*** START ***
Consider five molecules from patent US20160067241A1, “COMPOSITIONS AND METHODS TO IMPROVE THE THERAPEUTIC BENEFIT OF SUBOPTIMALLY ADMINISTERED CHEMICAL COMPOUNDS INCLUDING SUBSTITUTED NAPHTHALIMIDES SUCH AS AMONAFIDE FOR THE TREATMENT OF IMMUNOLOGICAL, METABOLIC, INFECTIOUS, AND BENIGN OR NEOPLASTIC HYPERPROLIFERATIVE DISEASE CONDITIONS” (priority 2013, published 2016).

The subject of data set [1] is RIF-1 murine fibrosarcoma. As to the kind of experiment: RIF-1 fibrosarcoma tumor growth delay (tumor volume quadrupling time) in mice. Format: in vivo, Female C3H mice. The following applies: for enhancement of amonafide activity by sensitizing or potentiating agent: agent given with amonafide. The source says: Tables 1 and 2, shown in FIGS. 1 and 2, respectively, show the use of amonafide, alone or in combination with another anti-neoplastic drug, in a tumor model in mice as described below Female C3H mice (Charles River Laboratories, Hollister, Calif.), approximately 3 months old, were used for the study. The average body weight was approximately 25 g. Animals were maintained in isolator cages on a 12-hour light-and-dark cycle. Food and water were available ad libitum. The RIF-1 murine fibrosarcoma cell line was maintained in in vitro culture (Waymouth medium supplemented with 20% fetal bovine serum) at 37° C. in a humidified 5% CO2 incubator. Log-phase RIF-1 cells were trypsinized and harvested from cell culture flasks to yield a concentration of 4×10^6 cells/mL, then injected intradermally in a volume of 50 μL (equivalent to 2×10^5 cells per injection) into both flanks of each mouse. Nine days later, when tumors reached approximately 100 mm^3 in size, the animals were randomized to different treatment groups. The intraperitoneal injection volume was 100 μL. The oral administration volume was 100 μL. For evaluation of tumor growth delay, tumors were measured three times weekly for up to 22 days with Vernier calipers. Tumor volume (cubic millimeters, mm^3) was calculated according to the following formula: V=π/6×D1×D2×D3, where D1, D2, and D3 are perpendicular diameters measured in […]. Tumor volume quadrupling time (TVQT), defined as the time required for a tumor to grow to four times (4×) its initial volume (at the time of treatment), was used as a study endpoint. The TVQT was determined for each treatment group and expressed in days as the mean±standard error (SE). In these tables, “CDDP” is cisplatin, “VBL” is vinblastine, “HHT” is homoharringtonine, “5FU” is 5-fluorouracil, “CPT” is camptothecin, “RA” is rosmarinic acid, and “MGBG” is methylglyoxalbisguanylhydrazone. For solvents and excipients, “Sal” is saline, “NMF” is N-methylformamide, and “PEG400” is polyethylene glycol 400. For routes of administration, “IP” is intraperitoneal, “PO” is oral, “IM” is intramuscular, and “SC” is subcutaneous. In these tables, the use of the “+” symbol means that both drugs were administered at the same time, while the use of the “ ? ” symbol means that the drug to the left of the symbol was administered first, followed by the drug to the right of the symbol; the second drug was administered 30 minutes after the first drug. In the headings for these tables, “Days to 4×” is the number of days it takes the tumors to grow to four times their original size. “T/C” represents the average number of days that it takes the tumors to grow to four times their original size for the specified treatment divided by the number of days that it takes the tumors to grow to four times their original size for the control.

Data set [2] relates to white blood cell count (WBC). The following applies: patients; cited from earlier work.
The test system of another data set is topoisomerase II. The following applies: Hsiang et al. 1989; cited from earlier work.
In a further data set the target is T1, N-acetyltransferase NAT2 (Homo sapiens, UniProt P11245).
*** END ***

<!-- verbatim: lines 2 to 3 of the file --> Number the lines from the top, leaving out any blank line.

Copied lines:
The subject of data set [1] is RIF-1 murine fibrosarcoma. As to the kind of experiment: RIF-1 fibrosarcoma tumor growth delay (tumor volume quadrupling time) in mice. Format: in vivo, Female C3H mice. The following applies: for enhancement of amonafide activity by sensitizing or potentiating agent: agent given with amonafide. The source says: Tables 1 and 2, shown in FIGS. 1 and 2, respectively, show the use of amonafide, alone or in combination with another anti-neoplastic drug, in a tumor model in mice as described below Female C3H mice (Charles River Laboratories, Hollister, Calif.), approximately 3 months old, were used for the study. The average body weight was approximately 25 g. Animals were maintained in isolator cages on a 12-hour light-and-dark cycle. Food and water were available ad libitum. The RIF-1 murine fibrosarcoma cell line was maintained in in vitro culture (Waymouth medium supplemented with 20% fetal bovine serum) at 37° C. in a humidified 5% CO2 incubator. Log-phase RIF-1 cells were trypsinized and harvested from cell culture flasks to yield a concentration of 4×10^6 cells/mL, then injected intradermally in a volume of 50 μL (equivalent to 2×10^5 cells per injection) into both flanks of each mouse. Nine days later, when tumors reached approximately 100 mm^3 in size, the animals were randomized to different treatment groups. The intraperitoneal injection volume was 100 μL. The oral administration volume was 100 μL. For evaluation of tumor growth delay, tumors were measured three times weekly for up to 22 days with Vernier calipers. Tumor volume (cubic millimeters, mm^3) was calculated according to the following formula: V=π/6×D1×D2×D3, where D1, D2, and D3 are perpendicular diameters measured in […]. Tumor volume quadrupling time (TVQT), defined as the time required for a tumor to grow to four times (4×) its initial volume (at the time of treatment), was used as a study endpoint. The TVQT was determined for each treatment group and expressed in days as the mean±standard error (SE). In these tables, “CDDP” is cisplatin, “VBL” is vinblastine, “HHT” is homoharringtonine, “5FU” is 5-fluorouracil, “CPT” is camptothecin, “RA” is rosmarinic acid, and “MGBG” is methylglyoxalbisguanylhydrazone. For solvents and excipients, “Sal” is saline, “NMF” is N-methylformamide, and “PEG400” is polyethylene glycol 400. For routes of administration, “IP” is intraperitoneal, “PO” is oral, “IM” is intramuscular, and “SC” is subcutaneous. In these tables, the use of the “+” symbol means that both drugs were administered at the same time, while the use of the “ ? ” symbol means that the drug to the left of the symbol was administered first, followed by the drug to the right of the symbol; the second drug was administered 30 minutes after the first drug. In the headings for these tables, “Days to 4×” is the number of days it takes the tumors to grow to four times their original size. “T/C” represents the average number of days that it takes the tumors to grow to four times their original size for the specified treatment divided by the number of days that it takes the tumors to grow to four times their original size for the control.

Data set [2] relates to white blood cell count (WBC). The following applies: patients; cited from earlier work.